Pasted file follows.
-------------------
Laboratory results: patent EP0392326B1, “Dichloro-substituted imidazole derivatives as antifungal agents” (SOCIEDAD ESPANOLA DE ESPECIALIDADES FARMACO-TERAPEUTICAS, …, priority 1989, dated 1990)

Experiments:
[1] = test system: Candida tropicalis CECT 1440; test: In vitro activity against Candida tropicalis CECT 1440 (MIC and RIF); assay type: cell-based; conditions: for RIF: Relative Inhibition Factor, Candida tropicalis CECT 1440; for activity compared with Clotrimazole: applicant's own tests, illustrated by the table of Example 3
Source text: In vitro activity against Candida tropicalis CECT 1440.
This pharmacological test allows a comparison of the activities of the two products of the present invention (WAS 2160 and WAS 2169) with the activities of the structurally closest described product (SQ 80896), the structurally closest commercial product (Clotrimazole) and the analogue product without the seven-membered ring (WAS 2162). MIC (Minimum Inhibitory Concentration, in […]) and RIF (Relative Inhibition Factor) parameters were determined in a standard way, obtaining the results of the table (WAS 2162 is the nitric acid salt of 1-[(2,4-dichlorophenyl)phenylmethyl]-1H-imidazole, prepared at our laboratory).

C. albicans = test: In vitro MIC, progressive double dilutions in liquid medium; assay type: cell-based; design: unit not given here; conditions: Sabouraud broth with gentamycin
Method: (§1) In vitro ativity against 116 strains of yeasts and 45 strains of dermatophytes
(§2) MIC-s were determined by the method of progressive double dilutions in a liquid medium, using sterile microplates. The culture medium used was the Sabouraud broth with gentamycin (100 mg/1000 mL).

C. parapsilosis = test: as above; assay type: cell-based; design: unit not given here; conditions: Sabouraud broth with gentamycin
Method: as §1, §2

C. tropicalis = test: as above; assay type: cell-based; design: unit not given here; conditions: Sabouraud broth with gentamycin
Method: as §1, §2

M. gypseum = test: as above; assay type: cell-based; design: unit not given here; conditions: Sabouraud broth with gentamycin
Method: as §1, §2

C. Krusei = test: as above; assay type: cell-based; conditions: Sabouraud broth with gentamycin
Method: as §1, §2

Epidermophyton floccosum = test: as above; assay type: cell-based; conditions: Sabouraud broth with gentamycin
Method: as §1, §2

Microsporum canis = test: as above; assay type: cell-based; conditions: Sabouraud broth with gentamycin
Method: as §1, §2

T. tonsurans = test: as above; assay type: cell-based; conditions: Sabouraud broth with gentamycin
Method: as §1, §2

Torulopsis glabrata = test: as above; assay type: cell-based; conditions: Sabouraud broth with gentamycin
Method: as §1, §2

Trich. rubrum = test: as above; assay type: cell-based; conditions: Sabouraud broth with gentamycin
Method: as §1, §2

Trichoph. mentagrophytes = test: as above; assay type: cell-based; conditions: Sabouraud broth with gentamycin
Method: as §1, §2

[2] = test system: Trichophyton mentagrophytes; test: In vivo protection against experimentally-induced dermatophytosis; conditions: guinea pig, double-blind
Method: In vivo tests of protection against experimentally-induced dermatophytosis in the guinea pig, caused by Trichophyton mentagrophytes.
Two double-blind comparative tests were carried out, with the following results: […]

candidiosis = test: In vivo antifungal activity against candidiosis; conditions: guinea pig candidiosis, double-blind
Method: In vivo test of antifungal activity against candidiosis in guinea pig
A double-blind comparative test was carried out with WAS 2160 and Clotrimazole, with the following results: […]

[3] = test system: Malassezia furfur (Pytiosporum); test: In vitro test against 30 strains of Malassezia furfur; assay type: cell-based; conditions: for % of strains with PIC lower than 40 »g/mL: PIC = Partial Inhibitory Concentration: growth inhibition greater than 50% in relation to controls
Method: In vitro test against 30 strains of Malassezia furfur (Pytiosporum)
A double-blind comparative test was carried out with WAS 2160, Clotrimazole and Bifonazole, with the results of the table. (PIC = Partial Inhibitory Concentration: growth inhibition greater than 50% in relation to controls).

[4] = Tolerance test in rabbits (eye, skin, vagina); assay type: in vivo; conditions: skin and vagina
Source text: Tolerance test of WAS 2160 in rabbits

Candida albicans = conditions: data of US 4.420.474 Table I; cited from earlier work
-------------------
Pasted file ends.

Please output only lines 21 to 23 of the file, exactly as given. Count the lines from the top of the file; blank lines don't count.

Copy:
T. tonsurans = test: as above; assay type: cell-based; conditions: Sabouraud broth with gentamycin
Method: as §1, §2

Torulopsis glabrata = test: as above; assay type: cell-based; conditions: Sabouraud broth with gentamycin